Calendar of Events

Nov 24, 2014 | Washington, DC
Dec 08, 2014 to Dec 09, 2014 | Washington, DC
Jan 14, 2015 to Jan 16, 2015 | San Diego, CA

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Public Utilities Reports

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Frontlines & Op-Ed

Cap and Innovate

An alternative approach to climate regulation.

Ron Binz

Low carbon prices might not produce sufficient incentives for firms to innovate and reduce emissions in the long run. But relatively high carbon prices can be politically unacceptable and invite consumer backlash. Where’s the right balance? A PUC chairman offers an alternative approach to managing GHG emissions.

Solar Eclipse

Wind faces a nano-scale threat.

Michael T. Burr, Editor-in-Chief

For decades now, wind turbines have been generating electricity more cheaply than most other (non-hydro) renewable energy technologies. In particular, wind has maintained a comfortable lead over solar energy in the price-per-kWh race. That’s destined to change.

Fill 'er Up

Smart Grid as Quick-E Mart

Michael T. Burr, Editor-in-Chief

During interviews for this month’s cover story, “Customer Service: 2020,” leaders in the world of back-office information technology (IT) spoke with Fortnightly about customer service and the smart grid. They came from companies as diverse as Oracle and Telus, HP and Convergys, Vertex and SAP. But whatever the company, whatever the discussion, almost every leader came around eventually to focus on a single agent of change—the rise of electric vehicles.

Letters to the Editor

(March 2010) New Day for Prudence: I am sending this letter at the request of Robert Gruber, who is the executive director of the Public Staff-North Carolina Utilities Commission (NCUC), which is the state agency charged with representing the public in matters before the NCUC. In the article, “New Day for Prudence,” the group that filed the quoted testimony is not “the Office of Public Counsel.” It consists of a number of non-profits and associations that banded together and called themselves the Public Advocacy Groups for the purpose of intervening before the NCUC. We’re also concerned because the article’s description of the NCUC’s ruling is erroneous.

The Green Police

Technology advances despite a political conflict.

Michael T. Burr, Editor-in-Chief

Opinion polls show that Americans are growing tired of eco-nannyism. This isn’t a new trend, but on February 7 it went prime-time, during the biggest TV event of the year: Superbowl XLIV.

OMG Opportunity?

Electrifying the Android generation.

Michael T. Burr, Editor-in-Chief

Those who don’t embrace new technologies will get left behind when the world changes around them. This is true across generations and across industries. At the same time, however, the telecom revolution offers a cautionary lesson about what motivates consumers and how it translates into business opportunities.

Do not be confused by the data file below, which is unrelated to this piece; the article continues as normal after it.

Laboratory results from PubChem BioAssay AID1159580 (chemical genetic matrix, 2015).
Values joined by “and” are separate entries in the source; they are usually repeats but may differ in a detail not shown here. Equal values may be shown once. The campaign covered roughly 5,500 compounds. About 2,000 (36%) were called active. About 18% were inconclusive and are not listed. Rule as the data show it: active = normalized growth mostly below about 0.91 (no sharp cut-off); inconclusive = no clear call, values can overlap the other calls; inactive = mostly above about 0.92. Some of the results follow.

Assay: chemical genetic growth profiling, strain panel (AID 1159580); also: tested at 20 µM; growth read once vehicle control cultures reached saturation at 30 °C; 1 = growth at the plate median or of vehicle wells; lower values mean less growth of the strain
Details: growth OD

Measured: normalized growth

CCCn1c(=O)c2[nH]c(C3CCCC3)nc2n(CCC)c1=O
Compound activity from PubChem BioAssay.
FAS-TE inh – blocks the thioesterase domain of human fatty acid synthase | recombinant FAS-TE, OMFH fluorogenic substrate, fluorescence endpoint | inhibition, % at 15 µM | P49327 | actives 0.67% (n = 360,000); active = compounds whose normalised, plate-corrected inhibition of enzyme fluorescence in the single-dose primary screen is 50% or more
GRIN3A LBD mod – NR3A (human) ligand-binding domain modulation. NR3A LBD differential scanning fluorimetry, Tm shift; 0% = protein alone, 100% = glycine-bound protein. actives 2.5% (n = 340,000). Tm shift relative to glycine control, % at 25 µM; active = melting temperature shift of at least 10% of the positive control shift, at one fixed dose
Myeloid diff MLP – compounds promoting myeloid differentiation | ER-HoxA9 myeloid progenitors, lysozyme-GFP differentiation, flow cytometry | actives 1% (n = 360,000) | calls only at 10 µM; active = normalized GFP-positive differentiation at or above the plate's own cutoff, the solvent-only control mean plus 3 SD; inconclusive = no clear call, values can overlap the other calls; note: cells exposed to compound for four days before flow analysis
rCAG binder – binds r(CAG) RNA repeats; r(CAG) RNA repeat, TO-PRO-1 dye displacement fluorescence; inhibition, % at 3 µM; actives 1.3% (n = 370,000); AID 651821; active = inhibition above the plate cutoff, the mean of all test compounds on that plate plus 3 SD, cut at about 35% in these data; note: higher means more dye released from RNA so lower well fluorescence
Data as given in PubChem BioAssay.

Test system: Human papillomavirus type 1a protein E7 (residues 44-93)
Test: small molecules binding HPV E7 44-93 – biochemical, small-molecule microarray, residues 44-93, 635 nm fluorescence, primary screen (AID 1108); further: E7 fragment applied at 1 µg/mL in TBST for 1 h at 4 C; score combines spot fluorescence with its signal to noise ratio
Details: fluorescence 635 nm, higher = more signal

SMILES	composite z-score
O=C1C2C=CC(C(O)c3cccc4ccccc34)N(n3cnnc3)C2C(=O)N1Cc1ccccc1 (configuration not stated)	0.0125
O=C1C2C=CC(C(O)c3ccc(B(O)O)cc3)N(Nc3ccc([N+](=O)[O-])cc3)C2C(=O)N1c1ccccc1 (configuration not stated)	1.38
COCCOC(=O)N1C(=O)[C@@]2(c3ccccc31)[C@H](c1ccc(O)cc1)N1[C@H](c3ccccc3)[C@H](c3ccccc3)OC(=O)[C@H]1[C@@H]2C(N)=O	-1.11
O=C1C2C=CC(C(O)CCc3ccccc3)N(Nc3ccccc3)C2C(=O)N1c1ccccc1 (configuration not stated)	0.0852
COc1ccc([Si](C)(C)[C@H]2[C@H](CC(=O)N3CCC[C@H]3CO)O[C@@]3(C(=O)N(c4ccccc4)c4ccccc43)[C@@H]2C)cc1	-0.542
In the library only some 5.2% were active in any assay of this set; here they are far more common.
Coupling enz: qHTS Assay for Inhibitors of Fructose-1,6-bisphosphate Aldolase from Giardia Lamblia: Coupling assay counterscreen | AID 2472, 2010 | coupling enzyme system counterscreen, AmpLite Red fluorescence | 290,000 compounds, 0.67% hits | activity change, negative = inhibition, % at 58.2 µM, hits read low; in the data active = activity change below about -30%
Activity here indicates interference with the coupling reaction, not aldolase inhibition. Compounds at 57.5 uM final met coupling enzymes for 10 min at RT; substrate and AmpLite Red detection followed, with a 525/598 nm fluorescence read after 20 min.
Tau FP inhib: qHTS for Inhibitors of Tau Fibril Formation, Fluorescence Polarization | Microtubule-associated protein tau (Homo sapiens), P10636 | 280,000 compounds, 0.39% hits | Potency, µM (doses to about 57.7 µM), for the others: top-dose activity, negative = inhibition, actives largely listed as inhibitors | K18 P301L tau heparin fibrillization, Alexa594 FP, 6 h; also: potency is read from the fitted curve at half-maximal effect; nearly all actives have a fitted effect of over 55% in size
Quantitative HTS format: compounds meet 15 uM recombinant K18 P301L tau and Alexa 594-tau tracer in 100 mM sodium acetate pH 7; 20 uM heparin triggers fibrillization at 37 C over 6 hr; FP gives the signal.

Green Quagmire

The black art of pricing social costs.

Michael T. Burr, Editor-in-Chief

At the Power-Gen International trade show in December, Questar Chairman & CEO Keith Rattie delivered a firebrand speech opposing the prospect of CO2 cap-and-trade legislation. To summarize, he said the Waxman-Markey climate bill is an “asinine” piece of legislation—which it is, as anyone who reads it quickly discovers. But more broadly, he said concerns about greenhouse gases (GHG) are based on incomplete science and politically motivated alarmism.

Subsidy Addiction

Government incentives are smothering free enterprise.

Michael T. Burr, Editor-in-Chief

When Sen. Lamar Alexander (R-Tenn.) announced legislation in November 2009 aimed at doubling America’s nuclear power capacity within 20 years, he compared the clean-energy challenge to fighting a war. “If we were going to war, we wouldn’t mothball our nuclear navy and start subsidizing sailboats,” he told attendees at the American Nuclear Society’s winter meeting. “If addressing climate change and creating low-cost, reliable energy are national imperatives, we shouldn’t stop building nuclear plants and start subsidizing windmills.”

Going Off the Record

Lawyers say what they really think about changing policies.

Michael T. Burr, Editor-in-Chief

Lawyers get a bad rap in this country, and in some cases it’s well earned. However, during the month of October I enjoyed the distinct privilege of interviewing nearly a dozen of the industry’s most insightful, informed and hard-working people—all of them law-firm lawyers serving energy companies, regulatory agencies and customer groups.

Letters to the Editor

(October 2009) In his article “Paradox of Thrift, author James M. Seibert looks to be calculating his average service lives as the reciprocal of depreciation rates, whereas utility depreciation rates reflect both life and net salvage. For electric utilities, the cost of removal for most types of transmission and distribution property exceeds the salvage, resulting in the net salvage component having the effect of increasing the rate.

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